A still further object of the present invention is to provide an inexpensive rack for sheet materials.
A yet further object of the present invention is to provide a means and a process for sealing a sterile and hygienic loaded frame to prevent contamination thereof.
These and other objects of the present invention will become apparent to those skilled in the art as the description thereof proceeds.
The present invention may be described with greater specificity and clarity with reference to the following drawings, in which:
FIG. 1 is a perspective view of several specimen slides mounted upon a frame formed by a pair of racks interconnected by a plurality of rods.
FIG. 2 is a side view of the frame taken along lines 2--2, as shown in FIG. 1.
FIG. 3 is a cross-sectional view taken along lines 3--3, as shown in FIG. 1.
FIG. 4 is a partial top view of one end of a rack shown in FIG. 1.
FIG. 5 is a cross-sectional view taken along lines 5--5, as shown in FIG. 4.
FIG. 6 illustrates a loaded frame enclosed within a protective envelope.
FIG. 7 depicts the step for severing the envelope from about a loaded frame.
FIG. 8 depicts the step for peeling the envelope from about a loaded rack.
Referring to FIG. 1, there is shown a frame 1 for supporting in a vertical orientation a plurality of planar elements, such as specimen slides 5. The frame is formed by a pair of opposed racks 10 and 11. These racks are interconnected with one another by means of at least a pair of rods 13 and 14.
The racks are triangular in cross-section and include a horizontally oriented planar base 16 and a planar sloping side 17. End pieces, like walls 18 and 19, maintain the orientation between the base and the side. A plurality of diamond shaped apertures 20 are disposed within side 17. They are oriented to have the minor axis parallel to the longitudinal axis of the rack and the major axis transverse to the rack. Rack 10 includes circular passageways 22 and 23 disposed within bosses 26, 27 for receiving one end of rods 13 and 14, respectively; similarly, rack 11 includes passageways 24 and 25 disposed within bosses 28, 29 for receiving the other end of rods 13 and 14, respectively. These passageways are configured to exert sufficient interference with the penetrating rod to prevent inadvertent or unwanted sliding of the rod into or out of its respective passageway. The bosses serve as additional structural elements to maintain the spatial relationship between base 16 and side 17. It may be appreciated that the racks are not permanently attached to the rods and that the frame is dismantlable and reassemblable at any time.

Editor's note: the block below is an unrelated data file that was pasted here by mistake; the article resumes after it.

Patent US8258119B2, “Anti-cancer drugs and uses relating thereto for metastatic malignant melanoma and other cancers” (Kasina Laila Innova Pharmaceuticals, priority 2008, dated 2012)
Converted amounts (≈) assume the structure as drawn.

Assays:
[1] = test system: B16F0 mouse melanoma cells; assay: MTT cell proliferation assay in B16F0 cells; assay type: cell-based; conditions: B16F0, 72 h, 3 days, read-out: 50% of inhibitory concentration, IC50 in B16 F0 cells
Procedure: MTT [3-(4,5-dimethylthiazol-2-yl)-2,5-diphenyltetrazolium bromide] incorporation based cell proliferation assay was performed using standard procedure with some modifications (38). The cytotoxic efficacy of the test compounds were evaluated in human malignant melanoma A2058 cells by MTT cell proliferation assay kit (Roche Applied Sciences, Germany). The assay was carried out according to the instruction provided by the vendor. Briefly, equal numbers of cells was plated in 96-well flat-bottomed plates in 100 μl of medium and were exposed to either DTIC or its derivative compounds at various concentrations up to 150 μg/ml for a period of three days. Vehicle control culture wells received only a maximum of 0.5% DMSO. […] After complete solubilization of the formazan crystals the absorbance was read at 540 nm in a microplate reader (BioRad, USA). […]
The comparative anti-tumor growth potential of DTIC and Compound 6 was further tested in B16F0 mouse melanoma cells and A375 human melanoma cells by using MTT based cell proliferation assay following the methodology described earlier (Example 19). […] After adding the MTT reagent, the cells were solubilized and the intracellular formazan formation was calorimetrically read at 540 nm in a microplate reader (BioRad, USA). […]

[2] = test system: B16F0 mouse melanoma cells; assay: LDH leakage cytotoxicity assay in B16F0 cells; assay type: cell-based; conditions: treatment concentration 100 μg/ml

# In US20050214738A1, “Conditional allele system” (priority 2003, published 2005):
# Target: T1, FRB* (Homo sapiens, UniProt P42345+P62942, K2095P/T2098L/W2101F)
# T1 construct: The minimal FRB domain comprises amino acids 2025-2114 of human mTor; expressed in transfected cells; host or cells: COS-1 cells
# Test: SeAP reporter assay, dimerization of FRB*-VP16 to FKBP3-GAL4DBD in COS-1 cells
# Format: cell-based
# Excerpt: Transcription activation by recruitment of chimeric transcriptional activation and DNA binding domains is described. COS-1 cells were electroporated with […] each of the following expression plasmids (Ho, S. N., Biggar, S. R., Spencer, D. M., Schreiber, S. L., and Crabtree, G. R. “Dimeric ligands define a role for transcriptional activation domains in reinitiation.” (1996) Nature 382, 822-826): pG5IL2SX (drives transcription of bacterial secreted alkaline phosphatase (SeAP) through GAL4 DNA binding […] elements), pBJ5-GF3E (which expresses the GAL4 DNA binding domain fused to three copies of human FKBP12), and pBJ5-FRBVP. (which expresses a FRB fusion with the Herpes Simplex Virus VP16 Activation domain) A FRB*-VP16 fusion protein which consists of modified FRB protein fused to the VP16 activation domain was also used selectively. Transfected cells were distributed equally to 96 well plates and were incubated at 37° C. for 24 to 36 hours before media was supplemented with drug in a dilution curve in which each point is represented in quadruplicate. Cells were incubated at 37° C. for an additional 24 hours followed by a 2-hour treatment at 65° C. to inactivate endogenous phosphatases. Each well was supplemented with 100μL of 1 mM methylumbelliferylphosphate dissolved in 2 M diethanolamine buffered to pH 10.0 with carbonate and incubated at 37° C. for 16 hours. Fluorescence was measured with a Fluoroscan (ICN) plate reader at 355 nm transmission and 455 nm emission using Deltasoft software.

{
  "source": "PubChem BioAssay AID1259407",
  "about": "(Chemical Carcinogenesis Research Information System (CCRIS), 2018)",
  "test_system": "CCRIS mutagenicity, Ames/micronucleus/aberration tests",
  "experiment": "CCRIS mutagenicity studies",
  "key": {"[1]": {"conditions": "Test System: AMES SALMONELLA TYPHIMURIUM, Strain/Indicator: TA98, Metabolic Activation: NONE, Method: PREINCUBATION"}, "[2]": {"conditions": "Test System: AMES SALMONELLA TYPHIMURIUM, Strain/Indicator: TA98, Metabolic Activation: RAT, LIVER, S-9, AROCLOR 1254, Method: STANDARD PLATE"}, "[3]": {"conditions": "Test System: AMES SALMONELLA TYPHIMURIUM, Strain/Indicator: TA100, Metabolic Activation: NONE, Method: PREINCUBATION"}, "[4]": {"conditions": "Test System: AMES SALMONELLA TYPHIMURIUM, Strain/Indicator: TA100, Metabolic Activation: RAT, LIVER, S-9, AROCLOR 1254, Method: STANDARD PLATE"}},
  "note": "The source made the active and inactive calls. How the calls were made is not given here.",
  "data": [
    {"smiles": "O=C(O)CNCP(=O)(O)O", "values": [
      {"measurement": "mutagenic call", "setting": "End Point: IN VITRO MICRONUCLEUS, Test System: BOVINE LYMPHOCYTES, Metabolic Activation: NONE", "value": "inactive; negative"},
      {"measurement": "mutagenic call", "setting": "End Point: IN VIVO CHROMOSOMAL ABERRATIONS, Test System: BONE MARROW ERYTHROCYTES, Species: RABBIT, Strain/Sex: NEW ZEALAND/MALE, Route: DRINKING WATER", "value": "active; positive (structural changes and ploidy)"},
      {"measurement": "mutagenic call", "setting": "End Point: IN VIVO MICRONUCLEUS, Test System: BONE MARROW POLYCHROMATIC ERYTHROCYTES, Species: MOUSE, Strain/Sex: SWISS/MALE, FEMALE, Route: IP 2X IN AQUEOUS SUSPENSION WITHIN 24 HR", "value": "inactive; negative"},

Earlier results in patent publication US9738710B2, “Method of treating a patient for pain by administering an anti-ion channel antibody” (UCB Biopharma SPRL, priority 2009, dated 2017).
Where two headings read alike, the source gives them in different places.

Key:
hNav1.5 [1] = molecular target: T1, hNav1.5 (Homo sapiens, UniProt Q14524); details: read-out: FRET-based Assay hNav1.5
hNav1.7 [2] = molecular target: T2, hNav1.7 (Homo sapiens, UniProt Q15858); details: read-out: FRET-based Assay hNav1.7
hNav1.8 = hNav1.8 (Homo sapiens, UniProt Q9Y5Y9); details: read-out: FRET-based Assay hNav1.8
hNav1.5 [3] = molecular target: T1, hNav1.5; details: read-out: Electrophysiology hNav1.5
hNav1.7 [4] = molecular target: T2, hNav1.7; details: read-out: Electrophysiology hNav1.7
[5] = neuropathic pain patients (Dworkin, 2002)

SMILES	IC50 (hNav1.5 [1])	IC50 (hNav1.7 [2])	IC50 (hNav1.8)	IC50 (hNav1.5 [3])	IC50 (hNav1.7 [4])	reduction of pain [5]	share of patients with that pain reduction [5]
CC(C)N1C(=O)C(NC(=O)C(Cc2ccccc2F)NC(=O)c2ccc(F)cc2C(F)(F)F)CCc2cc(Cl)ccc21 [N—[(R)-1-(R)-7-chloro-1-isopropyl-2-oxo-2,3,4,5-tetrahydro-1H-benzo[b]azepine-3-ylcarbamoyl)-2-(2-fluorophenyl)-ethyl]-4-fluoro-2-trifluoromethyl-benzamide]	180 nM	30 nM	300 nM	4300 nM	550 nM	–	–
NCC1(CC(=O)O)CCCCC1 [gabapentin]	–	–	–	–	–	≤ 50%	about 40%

Slides 5, which may be of any thickness up to the width of apertures 20, are mounted within frame 1 by positioning the lower corners of a vertically oriented slide within opposed apertures of each rack. The penetration of the slide into aperture 20 is a function of the thickness of the slide as penetration will continue until each of the four edges (36, 37, 38 and 39, see FIG. 4) of aperture 20 is in engagement with one of the corner edges of the slide. After insertion of slides 5, and upon the assumption that racks 10 and 11 have been spaced apart from one another upon rods 13 and 14 at a distance approximately commensurate with the length of the slides, the racks are slid toward one another upon the rods to cause a slight deformation of the inside surfaces of aperture 20 bearing against the slide. The slight deformation of the inner sides of aperture 20 tends to create a retaining force to maintain the slide in firm engagement with the racks. Because of the interference fit between rods 13 and 14 and the attached racks, the racks will tend to remain at a fixed distance from one another and continue to exert a retaining force upon the mounted slides.